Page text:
Claudia Esslinger has taught at Kenyon since 1984, first as a printmaker and then transitioning into video art, digital imaging, new media and installation. Originally from Long Island, N.Y., Esslinger taught for two years at Denison University before coming to Kenyon. She holds an MFA from the University of Minnesota (1981) and BA from Bethel College, St. Paul (1976).
As a visual artist she brings to her video and installation work an interest in visceral, sculptural props and experimental forms. Interactive technologies support her focus on human and environmental relationships. She often collaborates with dancers, musicians, writers and scientists to develop new work which has been shown in film festivals, live performance and gallery installations both nationally and internationally.
She is the recipient of seven Ohio Arts Council Individual Excellence Awards and a New Forms Regional Grant (NEA). Artist residencies include the Headlands Center for the Arts in Sausalito, CA (2007) and at the Grafikwerkstaadt in Dresden, Germany (1999).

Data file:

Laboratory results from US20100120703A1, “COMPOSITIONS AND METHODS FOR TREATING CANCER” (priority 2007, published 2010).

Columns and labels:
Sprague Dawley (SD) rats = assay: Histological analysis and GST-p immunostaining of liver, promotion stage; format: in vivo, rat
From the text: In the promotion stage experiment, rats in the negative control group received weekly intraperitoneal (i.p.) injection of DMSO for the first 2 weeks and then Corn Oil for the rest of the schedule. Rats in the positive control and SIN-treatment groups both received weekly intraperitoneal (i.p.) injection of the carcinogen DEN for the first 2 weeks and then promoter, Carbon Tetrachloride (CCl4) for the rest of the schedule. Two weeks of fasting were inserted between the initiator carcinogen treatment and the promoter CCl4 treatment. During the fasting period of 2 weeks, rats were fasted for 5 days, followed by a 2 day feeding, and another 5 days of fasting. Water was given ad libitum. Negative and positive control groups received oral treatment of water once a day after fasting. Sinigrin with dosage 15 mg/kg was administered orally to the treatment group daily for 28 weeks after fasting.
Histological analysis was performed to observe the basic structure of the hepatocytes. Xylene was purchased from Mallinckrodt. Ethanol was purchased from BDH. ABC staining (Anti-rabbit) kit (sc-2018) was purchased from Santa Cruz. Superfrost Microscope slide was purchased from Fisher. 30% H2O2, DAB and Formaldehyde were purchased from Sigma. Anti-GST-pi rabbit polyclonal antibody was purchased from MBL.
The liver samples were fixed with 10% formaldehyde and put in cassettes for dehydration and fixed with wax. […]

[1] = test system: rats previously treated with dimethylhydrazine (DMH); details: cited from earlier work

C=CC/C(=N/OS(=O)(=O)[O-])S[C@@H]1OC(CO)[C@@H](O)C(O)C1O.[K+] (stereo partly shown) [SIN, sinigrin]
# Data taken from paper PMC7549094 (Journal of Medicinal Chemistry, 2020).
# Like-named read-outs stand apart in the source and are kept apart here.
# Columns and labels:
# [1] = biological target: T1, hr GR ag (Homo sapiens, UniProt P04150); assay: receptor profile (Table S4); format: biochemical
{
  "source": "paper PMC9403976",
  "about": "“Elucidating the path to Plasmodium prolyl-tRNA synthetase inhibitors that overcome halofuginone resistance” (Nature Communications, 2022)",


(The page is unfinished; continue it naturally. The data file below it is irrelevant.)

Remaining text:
Her enjoyment of teaching is directly related to the incredible students that come to Kenyon. Talented and dedicated, they often go beyond mere assignments to get the most out of their class experience.
"Reaching out to gather ideas from the context of our lives is especially meaningful in a liberal arts college. Putting together those fragments intuitively, kinesthetically and visually facilitates a kind of discovery that is impossible in a sequential mode of thought but flourishes in the visual arts. Ideas develop in the context of cultural history and personal experience.
"As a teacher and an artist I look for the confluence of these elements in students' work and in my own. Often materials or techniques stimulate new ideas when combined with popular culture and our lives. To use the right media for the content of the piece and to let the work have its own voice is part of a magical interchange between an artist and their artwork.
"The texture of rawhide, rust covered twigs, the electronic pulse of a moving image, the sound of machines or interviews or collaborative music all energize the spaces I find for my installations. The people who enter the galleries enhance the meaning of the work by bringing their own histories to the space and interacting with it."
1981 — Master of Fine Arts from Univ Minnesota Minneapolis*
1976 — Bachelor of Arts from Bethel College Minnesota